Tag Archives: futurism

Four Ways to Approach Revelation (Rev 5)

There are four major ways that people have approached the book of Revelation. The approach you decide on determines to a large degree the results you find from studying Revelation. (1) The book of Revelation was written to seven churches located in the Roman province of Asia (Rev 1:4– Asia Minor). So one way to approach Revelation is like any other book in the New Testament, as a writing addressing real people in real places 2000 years ago (Rev 22:16). And this should be the foundation of any study of the Bible. The better we understand what it meant to the original readers, the better we can understand God’s purpose in inspiring the book. But when scholars limit the meaning of Revelation to the historical conditions of the Asian churches at the end of the First Century, when they see it as in no way predictive of the future, that approach is called Preterism. Preterism, in that sense, is too limited an approach to Revelation, it doesn’t take the book’s prophetic focus on the author’s future sufficiently into account.
(2) At the other extreme, Futurism rightly notes that Revelation addresses the Second Coming of Christ and similar events at the close of history (Rev 1:7). Futurists attempt to read nearly the entire book of Revelation (usually chapters 4-22) as speaking directly to the end of time and to no other time in history. But we have already seen how Revelation explicitly addresses the original situation of the churches of Asia. So an approach that limits Revelation to the events of the far future is no more adequate than Preterism is.
(3) A third way to read the book is suggested in Revelation 1:3, where a blessing is offered on all who hear and understand the words of the prophecy. Everyone who reads or hears this book is intended to benefit from it. The book is not just for the original situation or the end of the world. There is value for every person and every age. But some people have taken this idea a bit further and have come up with an idea called Idealism. In its extreme form Revelation is not really written to the first century or the end of time at all. It is simply a symbolic way of describing broad, general principles for Christians to live by. But such a reading in isolation is not an adequate response to the full realities of Revelation.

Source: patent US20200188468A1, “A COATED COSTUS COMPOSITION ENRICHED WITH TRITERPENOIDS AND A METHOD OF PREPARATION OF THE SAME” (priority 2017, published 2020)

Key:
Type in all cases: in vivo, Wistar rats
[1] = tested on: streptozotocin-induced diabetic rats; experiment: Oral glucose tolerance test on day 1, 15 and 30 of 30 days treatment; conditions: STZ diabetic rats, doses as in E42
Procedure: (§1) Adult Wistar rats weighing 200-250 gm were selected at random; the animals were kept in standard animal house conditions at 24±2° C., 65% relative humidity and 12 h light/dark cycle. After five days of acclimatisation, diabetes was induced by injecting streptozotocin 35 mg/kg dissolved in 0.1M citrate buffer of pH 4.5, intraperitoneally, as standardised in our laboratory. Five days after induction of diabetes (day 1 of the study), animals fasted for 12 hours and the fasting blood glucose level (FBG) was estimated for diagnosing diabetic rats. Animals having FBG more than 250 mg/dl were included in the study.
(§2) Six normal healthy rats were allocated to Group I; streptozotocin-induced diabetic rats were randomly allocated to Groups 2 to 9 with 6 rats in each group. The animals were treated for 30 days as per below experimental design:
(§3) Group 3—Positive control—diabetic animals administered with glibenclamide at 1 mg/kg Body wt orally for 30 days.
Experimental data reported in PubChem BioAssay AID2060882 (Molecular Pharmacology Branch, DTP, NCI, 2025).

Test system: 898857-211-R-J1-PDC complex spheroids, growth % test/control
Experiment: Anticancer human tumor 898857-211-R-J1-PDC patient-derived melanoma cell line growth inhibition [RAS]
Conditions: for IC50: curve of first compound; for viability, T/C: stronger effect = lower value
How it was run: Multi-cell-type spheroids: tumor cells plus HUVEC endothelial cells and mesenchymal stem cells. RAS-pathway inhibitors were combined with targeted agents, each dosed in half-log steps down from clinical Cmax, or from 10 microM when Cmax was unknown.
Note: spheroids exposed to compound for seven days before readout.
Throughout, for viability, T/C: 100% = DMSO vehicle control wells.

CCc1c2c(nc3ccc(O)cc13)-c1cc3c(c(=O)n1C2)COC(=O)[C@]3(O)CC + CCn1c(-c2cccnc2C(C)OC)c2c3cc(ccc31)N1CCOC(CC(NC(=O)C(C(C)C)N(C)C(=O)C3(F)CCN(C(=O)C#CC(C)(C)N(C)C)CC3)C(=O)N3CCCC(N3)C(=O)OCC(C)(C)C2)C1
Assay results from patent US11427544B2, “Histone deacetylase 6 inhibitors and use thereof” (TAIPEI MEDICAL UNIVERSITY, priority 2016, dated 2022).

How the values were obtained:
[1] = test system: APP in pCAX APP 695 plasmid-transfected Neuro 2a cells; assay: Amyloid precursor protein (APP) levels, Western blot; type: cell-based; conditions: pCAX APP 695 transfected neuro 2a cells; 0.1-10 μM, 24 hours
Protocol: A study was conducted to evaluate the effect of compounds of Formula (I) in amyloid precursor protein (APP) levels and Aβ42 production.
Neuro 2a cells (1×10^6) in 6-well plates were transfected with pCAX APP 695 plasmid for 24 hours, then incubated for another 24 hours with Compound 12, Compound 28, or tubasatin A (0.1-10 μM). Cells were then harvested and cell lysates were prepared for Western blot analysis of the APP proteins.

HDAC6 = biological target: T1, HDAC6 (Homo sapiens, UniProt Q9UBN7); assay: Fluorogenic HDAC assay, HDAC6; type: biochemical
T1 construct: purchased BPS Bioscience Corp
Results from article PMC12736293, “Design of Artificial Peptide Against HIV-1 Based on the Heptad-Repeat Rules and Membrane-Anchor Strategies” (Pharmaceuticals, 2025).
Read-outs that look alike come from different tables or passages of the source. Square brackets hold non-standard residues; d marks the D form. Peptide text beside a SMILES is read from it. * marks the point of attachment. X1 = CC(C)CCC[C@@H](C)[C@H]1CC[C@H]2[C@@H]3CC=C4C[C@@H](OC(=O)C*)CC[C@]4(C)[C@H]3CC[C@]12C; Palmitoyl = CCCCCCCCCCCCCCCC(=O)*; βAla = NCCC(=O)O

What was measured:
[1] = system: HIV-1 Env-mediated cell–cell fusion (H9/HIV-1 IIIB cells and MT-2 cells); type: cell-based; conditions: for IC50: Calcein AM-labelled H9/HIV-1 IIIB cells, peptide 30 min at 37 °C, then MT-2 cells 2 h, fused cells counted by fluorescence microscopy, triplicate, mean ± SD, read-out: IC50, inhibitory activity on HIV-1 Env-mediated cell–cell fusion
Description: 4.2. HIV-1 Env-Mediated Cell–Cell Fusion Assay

(4) Seventh-day Adventists believe that the approach that best fits the evidence of Revelation is the historicist approach. It embraces the positive insights of the first three approaches but is not limited to any of them. Historicism, rightly understood, allows each text to locate itself in time, it does not limit the meaning of the text in an arbitrary way, as other approaches do. It recognizes Revelation as an apocalyptic prophecy like Daniel (compare Rev 1:1 with Dan 2:28, 45), speaking to the entire course of history from the time of the prophet (95 A.D.) to the Second Coming of Christ and beyond. If the book of Revelation begins with John’s day (Rev 1:9-11) and ends with the End (Rev 19:11-21), it is reasonable to assume that it is also concerned with the historical developments in between. What has marginalized this text-based approach among scholars today is historicism’s long history of failed predictions and speculative exegesis. Seventh-day Adventists are instead called to approach Revelation’s history on the basis of a high and Christ-centered standard (TM 112-119).